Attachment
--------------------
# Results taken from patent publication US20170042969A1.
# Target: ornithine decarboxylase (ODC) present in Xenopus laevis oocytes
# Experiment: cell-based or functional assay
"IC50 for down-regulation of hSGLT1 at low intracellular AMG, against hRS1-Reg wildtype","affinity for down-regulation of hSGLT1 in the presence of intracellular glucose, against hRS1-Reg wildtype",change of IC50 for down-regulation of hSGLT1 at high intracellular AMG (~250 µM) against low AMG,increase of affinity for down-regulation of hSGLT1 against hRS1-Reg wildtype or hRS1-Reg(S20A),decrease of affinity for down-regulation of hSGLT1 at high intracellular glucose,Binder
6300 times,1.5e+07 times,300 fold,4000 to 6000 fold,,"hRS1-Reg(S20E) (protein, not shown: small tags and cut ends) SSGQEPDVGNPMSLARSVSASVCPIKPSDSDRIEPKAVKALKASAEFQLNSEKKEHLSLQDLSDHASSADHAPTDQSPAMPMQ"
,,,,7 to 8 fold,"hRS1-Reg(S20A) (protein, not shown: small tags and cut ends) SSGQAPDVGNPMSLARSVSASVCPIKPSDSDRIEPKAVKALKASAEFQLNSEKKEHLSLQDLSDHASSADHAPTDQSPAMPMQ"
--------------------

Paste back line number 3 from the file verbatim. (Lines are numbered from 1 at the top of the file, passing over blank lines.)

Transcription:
# Experiment: cell-based or functional assay